It is both bad and wrong to torture children for fun - bad because it has negative outcomes for the health and welfare of the child, and wrong because the moral law forbids that I should cause another person that kind of harm. My friend's cancer? It was bad for him biologically, and bad for me relationally, but no moral precept was broken.

The whole concept of natural evil is questionable because it tries to smuggle moral freight into events that can only be good and bad in the pragmatic, goal-oriented sense. A hurricane can be bad, but I don't think it can be wrong.

It is only when arguments from natural evil make the next step and introduce God as the moral agent to be held responsible for not preventing certain events from taking place that using the language of right and wrong becomes justified. But doing this only leads to more trouble for the atheist.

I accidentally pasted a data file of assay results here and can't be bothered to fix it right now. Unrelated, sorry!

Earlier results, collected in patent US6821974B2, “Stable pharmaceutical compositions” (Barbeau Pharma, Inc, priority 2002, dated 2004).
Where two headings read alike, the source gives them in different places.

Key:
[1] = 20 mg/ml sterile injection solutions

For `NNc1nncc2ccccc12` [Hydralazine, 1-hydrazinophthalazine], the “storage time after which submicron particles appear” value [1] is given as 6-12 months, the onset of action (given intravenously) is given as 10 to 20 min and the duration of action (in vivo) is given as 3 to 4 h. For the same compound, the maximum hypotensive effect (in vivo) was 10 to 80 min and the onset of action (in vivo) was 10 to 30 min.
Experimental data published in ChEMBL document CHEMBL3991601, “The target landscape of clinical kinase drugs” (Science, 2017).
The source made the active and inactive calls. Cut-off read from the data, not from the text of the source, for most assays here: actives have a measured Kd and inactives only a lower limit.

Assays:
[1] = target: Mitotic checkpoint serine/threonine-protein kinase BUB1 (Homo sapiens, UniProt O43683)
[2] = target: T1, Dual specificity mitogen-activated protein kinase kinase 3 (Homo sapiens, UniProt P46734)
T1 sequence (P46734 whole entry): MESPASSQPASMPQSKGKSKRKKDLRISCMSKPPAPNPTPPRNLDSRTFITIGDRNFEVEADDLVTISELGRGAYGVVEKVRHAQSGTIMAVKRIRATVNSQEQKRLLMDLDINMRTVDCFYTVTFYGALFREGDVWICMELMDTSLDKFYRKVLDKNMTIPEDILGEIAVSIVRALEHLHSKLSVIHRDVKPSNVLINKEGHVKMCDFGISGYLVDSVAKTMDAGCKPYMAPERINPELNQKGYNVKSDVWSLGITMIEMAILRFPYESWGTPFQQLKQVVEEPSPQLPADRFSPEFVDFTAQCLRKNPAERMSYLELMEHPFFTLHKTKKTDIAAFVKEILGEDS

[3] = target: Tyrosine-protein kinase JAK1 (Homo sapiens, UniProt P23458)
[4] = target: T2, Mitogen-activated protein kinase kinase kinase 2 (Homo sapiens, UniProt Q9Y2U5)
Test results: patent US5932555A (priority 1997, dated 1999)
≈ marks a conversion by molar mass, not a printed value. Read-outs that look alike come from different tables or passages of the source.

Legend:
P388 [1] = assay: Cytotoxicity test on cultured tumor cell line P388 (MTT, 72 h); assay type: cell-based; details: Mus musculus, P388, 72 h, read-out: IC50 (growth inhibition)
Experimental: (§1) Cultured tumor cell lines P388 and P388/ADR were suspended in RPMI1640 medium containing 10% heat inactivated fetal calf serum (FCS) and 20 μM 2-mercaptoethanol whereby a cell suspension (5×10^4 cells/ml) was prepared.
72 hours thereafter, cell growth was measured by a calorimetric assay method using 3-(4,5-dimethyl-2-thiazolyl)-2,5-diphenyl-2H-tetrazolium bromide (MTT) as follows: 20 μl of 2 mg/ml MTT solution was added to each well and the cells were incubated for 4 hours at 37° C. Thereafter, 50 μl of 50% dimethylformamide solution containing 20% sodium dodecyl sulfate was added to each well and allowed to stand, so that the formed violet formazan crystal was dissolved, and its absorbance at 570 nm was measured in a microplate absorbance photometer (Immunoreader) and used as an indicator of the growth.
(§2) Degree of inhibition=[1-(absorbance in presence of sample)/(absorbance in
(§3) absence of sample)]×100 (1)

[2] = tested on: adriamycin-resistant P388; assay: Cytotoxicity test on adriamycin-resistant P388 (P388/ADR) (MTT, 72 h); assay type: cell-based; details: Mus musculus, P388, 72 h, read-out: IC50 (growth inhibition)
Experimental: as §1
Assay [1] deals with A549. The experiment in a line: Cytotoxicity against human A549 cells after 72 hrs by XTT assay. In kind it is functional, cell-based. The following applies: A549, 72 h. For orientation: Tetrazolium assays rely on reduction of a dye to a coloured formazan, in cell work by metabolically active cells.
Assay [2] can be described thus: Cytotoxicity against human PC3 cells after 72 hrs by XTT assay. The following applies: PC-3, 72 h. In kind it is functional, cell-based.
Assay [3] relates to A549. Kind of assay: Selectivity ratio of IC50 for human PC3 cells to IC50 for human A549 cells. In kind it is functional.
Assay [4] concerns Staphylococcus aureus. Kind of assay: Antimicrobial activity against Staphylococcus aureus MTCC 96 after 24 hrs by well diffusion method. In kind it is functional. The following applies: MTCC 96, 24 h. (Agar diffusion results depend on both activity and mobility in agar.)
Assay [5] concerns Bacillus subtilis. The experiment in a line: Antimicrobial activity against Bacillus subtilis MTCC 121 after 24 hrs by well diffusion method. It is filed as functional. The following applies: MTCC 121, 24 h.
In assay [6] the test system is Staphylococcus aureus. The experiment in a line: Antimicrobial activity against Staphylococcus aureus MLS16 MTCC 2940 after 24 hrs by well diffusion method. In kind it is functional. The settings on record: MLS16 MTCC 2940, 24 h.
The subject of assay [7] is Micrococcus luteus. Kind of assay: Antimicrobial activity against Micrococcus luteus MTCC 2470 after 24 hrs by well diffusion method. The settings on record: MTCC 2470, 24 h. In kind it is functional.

Can You Hold God Morally Accountable?

A more serious problem for the natural evil argument comes when atheists try to hold God morally accountable for the occurrence of natural disasters. They argue that he should prevent these events from happening and thereby save the lives of the people who die in them. To fail to do so is morally wrong. But many atheists don't realise that their world-view is completely unable to sustain this kind of moral claim against God.

The real difficulty lies in grounding an absolute moral framework that God is as equally accountable to as we are. Where would these moral duties come from? How could they exist beyond God, external to him? What would make them morally binding on both him and us?